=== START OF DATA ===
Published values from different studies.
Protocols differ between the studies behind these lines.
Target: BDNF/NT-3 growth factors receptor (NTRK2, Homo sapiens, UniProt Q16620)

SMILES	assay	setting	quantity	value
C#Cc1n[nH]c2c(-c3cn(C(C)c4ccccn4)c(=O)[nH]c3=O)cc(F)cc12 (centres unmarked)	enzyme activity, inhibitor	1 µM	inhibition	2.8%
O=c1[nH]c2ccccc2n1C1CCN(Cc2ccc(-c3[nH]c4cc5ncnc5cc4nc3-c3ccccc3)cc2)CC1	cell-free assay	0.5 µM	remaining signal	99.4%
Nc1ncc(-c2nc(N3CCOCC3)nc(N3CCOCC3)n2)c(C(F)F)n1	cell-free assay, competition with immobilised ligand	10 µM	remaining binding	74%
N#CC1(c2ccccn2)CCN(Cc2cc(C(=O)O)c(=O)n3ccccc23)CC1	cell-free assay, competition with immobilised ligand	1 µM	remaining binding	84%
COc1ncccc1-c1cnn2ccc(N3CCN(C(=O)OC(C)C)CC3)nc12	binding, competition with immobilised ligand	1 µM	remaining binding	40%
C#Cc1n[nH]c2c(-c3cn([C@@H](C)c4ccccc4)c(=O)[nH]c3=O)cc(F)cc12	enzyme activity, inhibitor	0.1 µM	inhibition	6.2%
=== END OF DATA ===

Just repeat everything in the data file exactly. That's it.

Published values from different studies.
Protocols differ between the studies behind these lines.
Target: BDNF/NT-3 growth factors receptor (NTRK2, Homo sapiens, UniProt Q16620)

SMILES	assay	setting	quantity	value
C#Cc1n[nH]c2c(-c3cn(C(C)c4ccccn4)c(=O)[nH]c3=O)cc(F)cc12 (centres unmarked)	enzyme activity, inhibitor	1 µM	inhibition	2.8%
O=c1[nH]c2ccccc2n1C1CCN(Cc2ccc(-c3[nH]c4cc5ncnc5cc4nc3-c3ccccc3)cc2)CC1	cell-free assay	0.5 µM	remaining signal	99.4%
Nc1ncc(-c2nc(N3CCOCC3)nc(N3CCOCC3)n2)c(C(F)F)n1	cell-free assay, competition with immobilised ligand	10 µM	remaining binding	74%
N#CC1(c2ccccn2)CCN(Cc2cc(C(=O)O)c(=O)n3ccccc23)CC1	cell-free assay, competition with immobilised ligand	1 µM	remaining binding	84%
COc1ncccc1-c1cnn2ccc(N3CCN(C(=O)OC(C)C)CC3)nc12	binding, competition with immobilised ligand	1 µM	remaining binding	40%
C#Cc1n[nH]c2c(-c3cn([C@@H](C)c4ccccc4)c(=O)[nH]c3=O)cc(F)cc12	enzyme activity, inhibitor	0.1 µM	inhibition	6.2%